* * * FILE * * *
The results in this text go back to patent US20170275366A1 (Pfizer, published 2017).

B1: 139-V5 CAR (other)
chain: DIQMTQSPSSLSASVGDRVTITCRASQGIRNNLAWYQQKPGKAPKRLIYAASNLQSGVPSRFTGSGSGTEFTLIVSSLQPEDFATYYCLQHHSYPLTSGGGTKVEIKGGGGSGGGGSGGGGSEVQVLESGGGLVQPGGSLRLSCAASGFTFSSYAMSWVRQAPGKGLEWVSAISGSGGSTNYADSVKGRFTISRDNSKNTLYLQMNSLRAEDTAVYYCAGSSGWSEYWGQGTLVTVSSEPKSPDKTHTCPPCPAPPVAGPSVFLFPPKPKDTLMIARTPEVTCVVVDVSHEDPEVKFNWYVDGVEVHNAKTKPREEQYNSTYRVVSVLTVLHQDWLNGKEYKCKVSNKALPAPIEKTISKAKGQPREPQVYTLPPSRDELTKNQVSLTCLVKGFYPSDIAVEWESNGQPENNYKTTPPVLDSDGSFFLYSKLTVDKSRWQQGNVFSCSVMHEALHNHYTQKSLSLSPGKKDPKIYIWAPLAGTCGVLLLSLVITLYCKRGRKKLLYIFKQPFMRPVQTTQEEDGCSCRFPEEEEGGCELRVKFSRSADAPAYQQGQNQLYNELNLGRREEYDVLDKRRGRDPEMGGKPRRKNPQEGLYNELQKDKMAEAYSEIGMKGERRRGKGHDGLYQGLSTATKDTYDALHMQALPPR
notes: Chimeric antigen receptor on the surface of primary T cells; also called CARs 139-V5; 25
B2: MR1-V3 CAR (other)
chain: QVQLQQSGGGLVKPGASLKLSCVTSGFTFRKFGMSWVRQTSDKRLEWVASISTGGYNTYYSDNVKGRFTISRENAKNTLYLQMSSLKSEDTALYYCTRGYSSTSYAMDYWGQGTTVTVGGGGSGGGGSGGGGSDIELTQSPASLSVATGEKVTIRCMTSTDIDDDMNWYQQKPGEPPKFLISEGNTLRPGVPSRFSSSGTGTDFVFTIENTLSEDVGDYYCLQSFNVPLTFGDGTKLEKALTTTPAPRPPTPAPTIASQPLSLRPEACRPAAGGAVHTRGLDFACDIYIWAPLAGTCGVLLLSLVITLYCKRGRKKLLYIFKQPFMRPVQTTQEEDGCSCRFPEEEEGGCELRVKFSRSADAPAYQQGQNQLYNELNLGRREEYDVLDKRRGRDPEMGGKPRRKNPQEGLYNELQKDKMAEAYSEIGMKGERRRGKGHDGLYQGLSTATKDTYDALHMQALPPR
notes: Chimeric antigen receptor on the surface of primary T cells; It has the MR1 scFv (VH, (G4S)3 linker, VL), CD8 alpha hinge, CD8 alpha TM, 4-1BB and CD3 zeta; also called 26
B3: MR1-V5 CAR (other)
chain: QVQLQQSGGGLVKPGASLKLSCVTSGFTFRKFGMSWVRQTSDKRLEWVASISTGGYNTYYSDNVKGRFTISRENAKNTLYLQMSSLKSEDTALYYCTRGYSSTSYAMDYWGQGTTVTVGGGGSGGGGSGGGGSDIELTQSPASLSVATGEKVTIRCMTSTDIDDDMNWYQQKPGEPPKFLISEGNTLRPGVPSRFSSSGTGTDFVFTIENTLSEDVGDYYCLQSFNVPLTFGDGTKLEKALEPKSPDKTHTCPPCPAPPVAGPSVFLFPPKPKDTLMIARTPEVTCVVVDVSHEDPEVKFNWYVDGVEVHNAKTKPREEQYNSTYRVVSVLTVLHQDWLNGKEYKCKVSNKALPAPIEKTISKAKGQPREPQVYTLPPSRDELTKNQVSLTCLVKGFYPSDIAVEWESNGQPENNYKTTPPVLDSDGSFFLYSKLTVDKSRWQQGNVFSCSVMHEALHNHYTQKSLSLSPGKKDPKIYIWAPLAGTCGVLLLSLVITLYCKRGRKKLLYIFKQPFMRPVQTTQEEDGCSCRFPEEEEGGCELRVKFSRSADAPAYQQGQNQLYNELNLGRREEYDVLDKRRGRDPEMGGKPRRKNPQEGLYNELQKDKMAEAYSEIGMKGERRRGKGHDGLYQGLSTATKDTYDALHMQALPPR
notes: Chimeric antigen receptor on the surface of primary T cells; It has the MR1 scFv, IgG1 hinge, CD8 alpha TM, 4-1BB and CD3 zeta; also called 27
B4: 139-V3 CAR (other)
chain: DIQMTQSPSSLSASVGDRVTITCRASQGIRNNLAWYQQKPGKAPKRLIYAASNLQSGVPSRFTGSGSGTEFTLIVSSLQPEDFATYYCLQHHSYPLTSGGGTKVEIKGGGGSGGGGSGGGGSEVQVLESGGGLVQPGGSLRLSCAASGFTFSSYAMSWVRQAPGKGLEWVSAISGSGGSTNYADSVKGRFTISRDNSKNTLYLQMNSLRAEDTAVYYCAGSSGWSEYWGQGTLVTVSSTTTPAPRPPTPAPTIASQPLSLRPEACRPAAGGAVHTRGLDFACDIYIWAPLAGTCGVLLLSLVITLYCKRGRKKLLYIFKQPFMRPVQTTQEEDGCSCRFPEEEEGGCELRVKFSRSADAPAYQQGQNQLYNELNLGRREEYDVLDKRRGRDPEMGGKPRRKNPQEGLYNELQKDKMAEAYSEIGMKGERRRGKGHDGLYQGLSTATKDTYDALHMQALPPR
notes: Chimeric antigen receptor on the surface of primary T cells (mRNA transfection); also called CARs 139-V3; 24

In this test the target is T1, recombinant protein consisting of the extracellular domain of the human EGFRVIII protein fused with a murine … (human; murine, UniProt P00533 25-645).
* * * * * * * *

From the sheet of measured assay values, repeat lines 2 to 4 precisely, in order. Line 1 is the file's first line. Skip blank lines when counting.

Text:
B1: 139-V5 CAR (other)
chain: DIQMTQSPSSLSASVGDRVTITCRASQGIRNNLAWYQQKPGKAPKRLIYAASNLQSGVPSRFTGSGSGTEFTLIVSSLQPEDFATYYCLQHHSYPLTSGGGTKVEIKGGGGSGGGGSGGGGSEVQVLESGGGLVQPGGSLRLSCAASGFTFSSYAMSWVRQAPGKGLEWVSAISGSGGSTNYADSVKGRFTISRDNSKNTLYLQMNSLRAEDTAVYYCAGSSGWSEYWGQGTLVTVSSEPKSPDKTHTCPPCPAPPVAGPSVFLFPPKPKDTLMIARTPEVTCVVVDVSHEDPEVKFNWYVDGVEVHNAKTKPREEQYNSTYRVVSVLTVLHQDWLNGKEYKCKVSNKALPAPIEKTISKAKGQPREPQVYTLPPSRDELTKNQVSLTCLVKGFYPSDIAVEWESNGQPENNYKTTPPVLDSDGSFFLYSKLTVDKSRWQQGNVFSCSVMHEALHNHYTQKSLSLSPGKKDPKIYIWAPLAGTCGVLLLSLVITLYCKRGRKKLLYIFKQPFMRPVQTTQEEDGCSCRFPEEEEGGCELRVKFSRSADAPAYQQGQNQLYNELNLGRREEYDVLDKRRGRDPEMGGKPRRKNPQEGLYNELQKDKMAEAYSEIGMKGERRRGKGHDGLYQGLSTATKDTYDALHMQALPPR
notes: Chimeric antigen receptor on the surface of primary T cells; also called CARs 139-V5; 25